Anthony Eddy Wildlife Studio, located on Main Street in Slater, is one of only a handful of businesses that "freeze dry" small mammals, including dogs and cats, for grieving pet owners.
"We've done between 100-150 last year. It's growing more and more. When I first started here, we did two pets a year. It just gradually started growing in popularity," said Lessie Calvert, shop manager, who has been with the company for 13 years.
To see the rest of this story and other stories about Slater, see the special section -- "Taking Strides for the Future: Slater" -- included in the Friday, Feb. 13, edition of The Marshall Democrat-News.
Although it may be more traditional in Missouri and rural areas to bury a beloved pet, Calvert said the pet owners who choose to preserve their pets say it brings them peace.
The company freeze dries other small mammals, many for other taxidermists across the U.S.
"In the freeze dry department we do small mammals like fawns, squirrels, snakes, rabbits, chipmunks," said Calvert. They also have done an Alpaca, a miniature donkey, as well as parrots, parakeets, hamsters, snakes, iguanas and macaws.
However, it is the dogs and cats, which when preserved look "like they could jump right up and play," which has gotten the Slater business national publicity.
"We've been on Inside Edition," said Calvert, "They were doing a piece on how losing a pet has come more than just burial. It was very tasteful."
St. Louis and Kansas City news crews, as well as the Wall Street Journal, the Columbia Missourian and an Omaha paper have also interviewed them.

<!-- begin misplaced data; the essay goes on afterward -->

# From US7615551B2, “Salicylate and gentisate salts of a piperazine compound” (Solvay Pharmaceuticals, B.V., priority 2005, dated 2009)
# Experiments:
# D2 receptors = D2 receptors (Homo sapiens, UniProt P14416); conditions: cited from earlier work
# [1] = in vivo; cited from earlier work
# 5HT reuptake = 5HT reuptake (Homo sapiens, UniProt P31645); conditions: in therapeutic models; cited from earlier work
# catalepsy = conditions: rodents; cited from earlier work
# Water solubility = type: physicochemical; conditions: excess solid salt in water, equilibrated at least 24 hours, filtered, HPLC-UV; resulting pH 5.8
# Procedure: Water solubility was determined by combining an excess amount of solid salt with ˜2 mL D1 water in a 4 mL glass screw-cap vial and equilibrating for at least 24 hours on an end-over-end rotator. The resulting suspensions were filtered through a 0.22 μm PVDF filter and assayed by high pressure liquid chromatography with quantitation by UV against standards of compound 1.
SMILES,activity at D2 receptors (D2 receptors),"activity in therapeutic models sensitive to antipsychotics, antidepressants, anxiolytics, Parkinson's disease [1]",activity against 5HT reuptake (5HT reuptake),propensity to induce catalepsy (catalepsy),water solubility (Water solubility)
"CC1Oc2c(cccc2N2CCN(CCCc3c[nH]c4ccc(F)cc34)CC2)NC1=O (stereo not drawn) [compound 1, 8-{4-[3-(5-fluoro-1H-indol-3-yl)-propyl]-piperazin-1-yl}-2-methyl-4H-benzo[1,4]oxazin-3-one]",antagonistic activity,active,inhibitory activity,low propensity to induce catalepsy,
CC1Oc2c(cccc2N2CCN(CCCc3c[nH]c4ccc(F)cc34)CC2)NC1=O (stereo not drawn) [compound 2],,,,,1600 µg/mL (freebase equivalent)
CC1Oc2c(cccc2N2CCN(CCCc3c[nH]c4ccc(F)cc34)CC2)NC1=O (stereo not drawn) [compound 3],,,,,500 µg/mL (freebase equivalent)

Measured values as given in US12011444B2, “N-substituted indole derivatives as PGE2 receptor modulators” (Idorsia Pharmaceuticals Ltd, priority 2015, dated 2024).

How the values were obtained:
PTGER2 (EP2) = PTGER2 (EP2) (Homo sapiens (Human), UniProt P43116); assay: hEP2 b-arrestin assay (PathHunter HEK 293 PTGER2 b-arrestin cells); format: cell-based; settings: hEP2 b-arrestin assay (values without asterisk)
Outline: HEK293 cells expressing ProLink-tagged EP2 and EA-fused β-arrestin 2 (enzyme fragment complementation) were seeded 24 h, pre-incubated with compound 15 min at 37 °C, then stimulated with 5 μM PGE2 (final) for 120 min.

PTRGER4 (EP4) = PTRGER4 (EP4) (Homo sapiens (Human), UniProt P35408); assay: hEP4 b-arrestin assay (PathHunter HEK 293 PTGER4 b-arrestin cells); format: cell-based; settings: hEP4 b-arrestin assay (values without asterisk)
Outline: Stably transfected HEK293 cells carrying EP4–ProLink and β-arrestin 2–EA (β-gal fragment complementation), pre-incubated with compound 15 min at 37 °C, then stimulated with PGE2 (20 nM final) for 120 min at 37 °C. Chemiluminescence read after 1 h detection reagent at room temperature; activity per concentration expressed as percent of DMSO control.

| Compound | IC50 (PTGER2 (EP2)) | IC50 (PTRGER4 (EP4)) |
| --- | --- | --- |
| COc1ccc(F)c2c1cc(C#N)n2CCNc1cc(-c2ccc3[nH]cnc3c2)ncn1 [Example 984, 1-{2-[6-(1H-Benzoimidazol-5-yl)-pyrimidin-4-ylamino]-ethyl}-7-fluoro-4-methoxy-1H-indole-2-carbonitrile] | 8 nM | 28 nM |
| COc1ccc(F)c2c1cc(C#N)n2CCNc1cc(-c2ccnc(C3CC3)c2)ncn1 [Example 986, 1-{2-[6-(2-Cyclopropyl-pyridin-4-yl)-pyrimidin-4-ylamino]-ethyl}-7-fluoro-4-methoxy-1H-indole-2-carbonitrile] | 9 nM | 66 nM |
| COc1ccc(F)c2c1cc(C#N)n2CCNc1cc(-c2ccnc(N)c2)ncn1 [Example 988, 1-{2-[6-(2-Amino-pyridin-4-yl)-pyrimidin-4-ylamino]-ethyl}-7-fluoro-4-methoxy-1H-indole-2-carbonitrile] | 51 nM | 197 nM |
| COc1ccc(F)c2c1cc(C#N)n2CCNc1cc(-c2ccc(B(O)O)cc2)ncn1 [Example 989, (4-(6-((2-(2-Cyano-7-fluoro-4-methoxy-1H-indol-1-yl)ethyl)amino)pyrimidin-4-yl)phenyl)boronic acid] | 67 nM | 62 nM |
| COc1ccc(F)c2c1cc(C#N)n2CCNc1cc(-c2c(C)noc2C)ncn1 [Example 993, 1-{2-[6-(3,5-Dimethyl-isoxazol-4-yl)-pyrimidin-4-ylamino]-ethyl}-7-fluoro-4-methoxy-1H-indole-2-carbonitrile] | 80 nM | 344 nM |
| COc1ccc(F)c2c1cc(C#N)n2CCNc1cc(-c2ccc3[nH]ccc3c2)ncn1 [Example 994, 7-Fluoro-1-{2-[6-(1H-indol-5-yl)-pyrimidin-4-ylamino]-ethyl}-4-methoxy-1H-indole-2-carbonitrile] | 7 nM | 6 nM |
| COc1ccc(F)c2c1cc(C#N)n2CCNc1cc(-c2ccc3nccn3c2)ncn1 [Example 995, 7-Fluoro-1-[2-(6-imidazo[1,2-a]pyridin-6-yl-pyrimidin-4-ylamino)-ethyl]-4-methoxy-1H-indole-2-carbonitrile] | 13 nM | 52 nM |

They still laugh about the Comedy Channel piece that Stephen Colbert and John Stewart did on the business.
After owner Anthony Eddy agreed to do the piece, Calvert said they told him the comedy show would "rake you over the coals and make fun of what we do."
"But you know they did do a little bit of a spoof, but it was still tasteful," she said.
The owners who choose to preserve their dogs often are elderly couples, single people or even married couples who don't have any children of their own and think of their pet as their child or family member.
"A lot of these people, they can't bring themselves to bury them or cremate them so they get on the Internet and start searching," she said, adding that others may call taxidermists in their area. "Most of them give them our name because we are so well known, we have been doing it for so long."
To the pet owner, it is often devastating when their pet dies and part of Calvert's job is to deal with the grieving owners.
"When they lose them, it is very devastating to them," she said.
Editor's note: The rest of this story can be found in "Taking Strides for the Future: Slater," a special edition included in the Friday, Feb. 13, edition of The Marshall Democrat-News.